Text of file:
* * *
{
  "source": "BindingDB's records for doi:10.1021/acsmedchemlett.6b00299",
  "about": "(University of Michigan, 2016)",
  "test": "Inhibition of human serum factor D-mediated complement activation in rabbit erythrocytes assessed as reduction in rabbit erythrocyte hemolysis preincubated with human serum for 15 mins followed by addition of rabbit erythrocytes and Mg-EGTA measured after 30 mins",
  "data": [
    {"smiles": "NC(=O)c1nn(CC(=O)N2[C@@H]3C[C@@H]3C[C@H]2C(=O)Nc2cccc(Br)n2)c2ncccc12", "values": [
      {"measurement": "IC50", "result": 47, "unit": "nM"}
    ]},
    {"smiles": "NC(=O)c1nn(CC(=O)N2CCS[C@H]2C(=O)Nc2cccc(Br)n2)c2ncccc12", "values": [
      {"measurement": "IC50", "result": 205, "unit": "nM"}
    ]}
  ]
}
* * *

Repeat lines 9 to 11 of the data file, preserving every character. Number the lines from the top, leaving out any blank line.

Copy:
    {"smiles": "NC(=O)c1nn(CC(=O)N2CCS[C@H]2C(=O)Nc2cccc(Br)n2)c2ncccc12", "values": [
      {"measurement": "IC50", "result": 205, "unit": "nM"}
    ]}